UK government

Jewish leaders use Holocaust Day to decry persecution of Uighurs

Jewish leaders use Holocaust Day to decry persecution of Uighurs

UK community speaks out in effort to pressure government to take stronger stance

People take part in a demonstration in September against China’s persecution of Uighurs in Xinjiang.
People take part in a demonstration in September against China’s persecution of Uighurs in Xinjiang. Photograph: Anadolu Agency/Getty
 
Sun 24 Jan 2021 04.30 EST

Leading figures in the UK Jewish community are using Holocaust Memorial Day on 27 January to focus on the persecution of Uighur Muslims, saying Jews have the “moral authority and moral duty” to speak out.

Rabbis, community leaders and Holocaust survivors have been at the forefront of efforts to put pressure on the UK government to take a stronger stance over China’s brutal treatment of the Uighurs.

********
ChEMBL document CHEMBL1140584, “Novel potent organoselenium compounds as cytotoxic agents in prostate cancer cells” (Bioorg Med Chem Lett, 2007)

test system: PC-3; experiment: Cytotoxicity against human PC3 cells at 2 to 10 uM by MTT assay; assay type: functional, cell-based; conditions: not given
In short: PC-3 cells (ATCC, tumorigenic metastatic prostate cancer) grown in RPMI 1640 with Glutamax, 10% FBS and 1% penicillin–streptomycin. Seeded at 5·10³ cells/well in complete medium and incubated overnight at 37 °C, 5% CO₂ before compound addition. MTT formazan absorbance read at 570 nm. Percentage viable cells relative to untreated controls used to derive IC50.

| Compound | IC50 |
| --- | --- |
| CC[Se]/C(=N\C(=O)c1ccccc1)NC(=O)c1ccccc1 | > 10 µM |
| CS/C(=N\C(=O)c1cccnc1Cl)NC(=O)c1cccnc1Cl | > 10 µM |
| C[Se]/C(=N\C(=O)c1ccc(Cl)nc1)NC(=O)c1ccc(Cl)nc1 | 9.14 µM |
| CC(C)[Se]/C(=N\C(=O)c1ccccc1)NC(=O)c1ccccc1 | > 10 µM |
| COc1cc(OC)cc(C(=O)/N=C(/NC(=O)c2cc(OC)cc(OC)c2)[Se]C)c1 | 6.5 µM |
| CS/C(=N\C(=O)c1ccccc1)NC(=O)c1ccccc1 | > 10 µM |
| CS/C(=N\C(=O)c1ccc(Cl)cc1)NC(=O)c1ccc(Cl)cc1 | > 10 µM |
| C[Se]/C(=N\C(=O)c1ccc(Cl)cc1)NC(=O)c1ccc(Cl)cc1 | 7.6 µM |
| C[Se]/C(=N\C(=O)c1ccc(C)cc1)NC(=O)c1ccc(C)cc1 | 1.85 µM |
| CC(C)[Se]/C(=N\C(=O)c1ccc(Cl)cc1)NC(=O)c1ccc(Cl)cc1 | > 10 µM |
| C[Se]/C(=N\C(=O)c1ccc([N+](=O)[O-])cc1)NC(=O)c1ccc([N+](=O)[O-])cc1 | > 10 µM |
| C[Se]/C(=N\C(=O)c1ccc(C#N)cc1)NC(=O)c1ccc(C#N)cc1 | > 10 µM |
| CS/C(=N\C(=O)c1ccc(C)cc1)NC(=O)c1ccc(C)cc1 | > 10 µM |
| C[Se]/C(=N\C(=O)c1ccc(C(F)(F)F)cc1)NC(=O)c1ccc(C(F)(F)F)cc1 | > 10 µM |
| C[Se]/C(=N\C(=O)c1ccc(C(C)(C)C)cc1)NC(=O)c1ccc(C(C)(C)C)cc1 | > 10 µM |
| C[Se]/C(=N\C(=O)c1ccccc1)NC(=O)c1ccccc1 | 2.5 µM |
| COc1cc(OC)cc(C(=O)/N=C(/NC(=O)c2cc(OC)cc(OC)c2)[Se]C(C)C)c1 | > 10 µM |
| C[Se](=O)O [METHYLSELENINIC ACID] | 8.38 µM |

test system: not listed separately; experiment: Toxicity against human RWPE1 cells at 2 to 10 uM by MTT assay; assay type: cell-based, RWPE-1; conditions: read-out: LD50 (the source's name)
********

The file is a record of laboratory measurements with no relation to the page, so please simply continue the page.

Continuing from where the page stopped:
In a recent letter to the prime minister, Marie van der Zyl, president of the Board of Deputies of British Jews, said: “As a community, we are always extremely hesitant to consider comparisons with the Holocaust.”

However, there were similarities between what is reported to be happening in China and what happened in Nazi Germany in the 1930s and 40s, she said. Urging Boris Johnson to take action, she said violations of the Uighurs’ human rights were “shaping up to be the most serious outrage of our time”.

On Monday, René Cassin, a Jewish human rights organisation, will co-host an interfaith event for Holocaust Memorial Day to highlight the detention of more than a million Uighurs and people from other minorities in camps in Xinjiang in north-west China. A video to accompany the event features a number of senior rabbis alongside Rowan Williams, the former archbishop of Canterbury, and Andrew Copson, the chief executive of Humanists UK.